WASHINGTON (Reuters) - Russia and the United States are planning a regular exchange on “technical threats” that appear to come from computers in each other’s territories, a White House spokeswoman said on Friday, even as bilateral ties have come under growing strains.
A range of mechanisms aimed at confidence building and crisis prevention are being planned to cope with alarming events in cyberspace, said Caitlin Hayden, a spokeswoman for the White House National Security Council.
These include “regular exchanges on technical threats that appear to emanate from one another’s territory” as well as “no-fail communications mechanisms to help prevent crisis escalation and build confidence,” she said in an emailed reply to a query.
Some such links have existed for years, including the Nuclear Risk Reduction Center, but others are “cyber-specific and would begin working with Moscow for the first time,” Hayden said, without giving a projected start date.
A representative of the Russian Embassy in Washington did not return a phone call seeking comment.
Vice President Joe Biden said last month the United States was working with Moscow to link computer emergency response teams and the nuclear risk reduction centers and setting up lines of communication in case of “an alarming incident.”
“It’s a great deal harder to assess another nation’s cyber-capabilities than to count their tanks,” he told the London Conference on Cyberspace on November 1 by videocast.
Howard Schmidt, the White House cybersecurity coordinator, said in a July 12 blog that the United States and Russia planned to have three types of cybersecurity-related cooperative mechanisms in place by the end of this month, including special “24/7” communications links.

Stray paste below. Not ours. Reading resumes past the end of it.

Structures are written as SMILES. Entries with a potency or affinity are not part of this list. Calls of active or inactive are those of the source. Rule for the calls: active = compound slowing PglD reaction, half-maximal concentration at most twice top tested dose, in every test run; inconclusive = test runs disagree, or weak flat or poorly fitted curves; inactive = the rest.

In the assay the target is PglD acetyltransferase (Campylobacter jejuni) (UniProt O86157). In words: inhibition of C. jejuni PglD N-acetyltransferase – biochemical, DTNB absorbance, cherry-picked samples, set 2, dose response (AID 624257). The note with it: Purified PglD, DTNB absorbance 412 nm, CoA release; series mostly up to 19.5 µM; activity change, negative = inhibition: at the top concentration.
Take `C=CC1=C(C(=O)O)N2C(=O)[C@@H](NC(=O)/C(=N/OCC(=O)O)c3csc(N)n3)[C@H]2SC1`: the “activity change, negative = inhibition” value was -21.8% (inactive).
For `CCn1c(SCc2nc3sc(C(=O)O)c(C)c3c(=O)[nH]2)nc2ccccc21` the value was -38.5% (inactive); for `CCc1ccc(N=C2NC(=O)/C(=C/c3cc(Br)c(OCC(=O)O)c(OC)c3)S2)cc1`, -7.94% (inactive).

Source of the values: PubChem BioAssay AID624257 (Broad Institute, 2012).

Hayden, the spokeswoman, declined to spell out the status of the talks with Russia, referring only to “ongoing diplomatic discussions.” No such links were being announced for now with China or any other country, she said.
Strains between Washington and Moscow over Russia’s disputed parliamentary elections are threatening President Barack Obama’s “reset” policy, and the two countries remain at odds over NATO missile defense plans in Europe.
In another sore point, a U.S. intelligence report to Congress in October said Russia’s intelligence services “are conducting a range of activities to collect economic information and technology from U.S. targets.”
“We judge that the governments of China and Russia will remain aggressive and capable collectors of sensitive U.S. economic information and technologies, particularly in cyberspace,” the Office of the National Counterintelligence Executive, a U.S. intelligence arm, said.
Schmidt, in his blog, did not speak of any attempt to reduce the risk of spying but rather of heading off threats to both sides such as “botnets,” a collection of computers that can be used to swamp a web site with incoming traffic or other malicious action.
Another goal, he said at the time, was to better understand each other’s military view on operating in cyberspace.
“It’s a prime example of the ‘reset’ in relations taking on a new and important dimension,” Schmidt wrote then.
(With additional reporting by Diane Bartz)
Reporting by Jim Wolf; editing by Todd Eastham